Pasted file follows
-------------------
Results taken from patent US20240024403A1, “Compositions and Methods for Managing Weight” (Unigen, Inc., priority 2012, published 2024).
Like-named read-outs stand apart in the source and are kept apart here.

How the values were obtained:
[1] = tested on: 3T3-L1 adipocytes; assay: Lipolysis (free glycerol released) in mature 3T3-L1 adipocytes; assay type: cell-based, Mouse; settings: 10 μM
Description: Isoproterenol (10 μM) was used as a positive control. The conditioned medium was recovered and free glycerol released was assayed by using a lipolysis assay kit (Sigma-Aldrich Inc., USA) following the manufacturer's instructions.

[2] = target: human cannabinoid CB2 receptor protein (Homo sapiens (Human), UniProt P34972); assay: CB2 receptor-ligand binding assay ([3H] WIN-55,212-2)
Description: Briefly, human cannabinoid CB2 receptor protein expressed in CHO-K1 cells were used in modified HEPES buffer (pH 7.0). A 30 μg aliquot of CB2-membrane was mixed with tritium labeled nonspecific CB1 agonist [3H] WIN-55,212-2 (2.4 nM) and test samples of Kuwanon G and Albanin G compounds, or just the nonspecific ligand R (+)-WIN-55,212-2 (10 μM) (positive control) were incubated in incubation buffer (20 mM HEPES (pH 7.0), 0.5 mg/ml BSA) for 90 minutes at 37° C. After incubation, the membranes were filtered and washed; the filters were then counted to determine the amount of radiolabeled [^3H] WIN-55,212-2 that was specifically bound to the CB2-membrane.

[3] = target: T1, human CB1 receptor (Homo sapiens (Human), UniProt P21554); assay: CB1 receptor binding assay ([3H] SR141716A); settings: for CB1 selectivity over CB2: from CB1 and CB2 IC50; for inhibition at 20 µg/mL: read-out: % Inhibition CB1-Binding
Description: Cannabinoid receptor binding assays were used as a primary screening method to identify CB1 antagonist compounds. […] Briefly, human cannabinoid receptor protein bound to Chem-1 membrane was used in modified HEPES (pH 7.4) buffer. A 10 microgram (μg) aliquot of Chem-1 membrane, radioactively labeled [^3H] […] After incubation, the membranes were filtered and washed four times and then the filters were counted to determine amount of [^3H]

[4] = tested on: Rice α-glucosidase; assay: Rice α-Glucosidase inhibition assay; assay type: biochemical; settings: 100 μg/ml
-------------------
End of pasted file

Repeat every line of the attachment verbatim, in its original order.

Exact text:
Results taken from patent US20240024403A1, “Compositions and Methods for Managing Weight” (Unigen, Inc., priority 2012, published 2024).
Like-named read-outs stand apart in the source and are kept apart here.

How the values were obtained:
[1] = tested on: 3T3-L1 adipocytes; assay: Lipolysis (free glycerol released) in mature 3T3-L1 adipocytes; assay type: cell-based, Mouse; settings: 10 μM
Description: Isoproterenol (10 μM) was used as a positive control. The conditioned medium was recovered and free glycerol released was assayed by using a lipolysis assay kit (Sigma-Aldrich Inc., USA) following the manufacturer's instructions.

[2] = target: human cannabinoid CB2 receptor protein (Homo sapiens (Human), UniProt P34972); assay: CB2 receptor-ligand binding assay ([3H] WIN-55,212-2)
Description: Briefly, human cannabinoid CB2 receptor protein expressed in CHO-K1 cells were used in modified HEPES buffer (pH 7.0). A 30 μg aliquot of CB2-membrane was mixed with tritium labeled nonspecific CB1 agonist [3H] WIN-55,212-2 (2.4 nM) and test samples of Kuwanon G and Albanin G compounds, or just the nonspecific ligand R (+)-WIN-55,212-2 (10 μM) (positive control) were incubated in incubation buffer (20 mM HEPES (pH 7.0), 0.5 mg/ml BSA) for 90 minutes at 37° C. After incubation, the membranes were filtered and washed; the filters were then counted to determine the amount of radiolabeled [^3H] WIN-55,212-2 that was specifically bound to the CB2-membrane.

[3] = target: T1, human CB1 receptor (Homo sapiens (Human), UniProt P21554); assay: CB1 receptor binding assay ([3H] SR141716A); settings: for CB1 selectivity over CB2: from CB1 and CB2 IC50; for inhibition at 20 µg/mL: read-out: % Inhibition CB1-Binding
Description: Cannabinoid receptor binding assays were used as a primary screening method to identify CB1 antagonist compounds. […] Briefly, human cannabinoid receptor protein bound to Chem-1 membrane was used in modified HEPES (pH 7.4) buffer. A 10 microgram (μg) aliquot of Chem-1 membrane, radioactively labeled [^3H] […] After incubation, the membranes were filtered and washed four times and then the filters were counted to determine amount of [^3H]

[4] = tested on: Rice α-glucosidase; assay: Rice α-Glucosidase inhibition assay; assay type: biochemical; settings: 100 μg/ml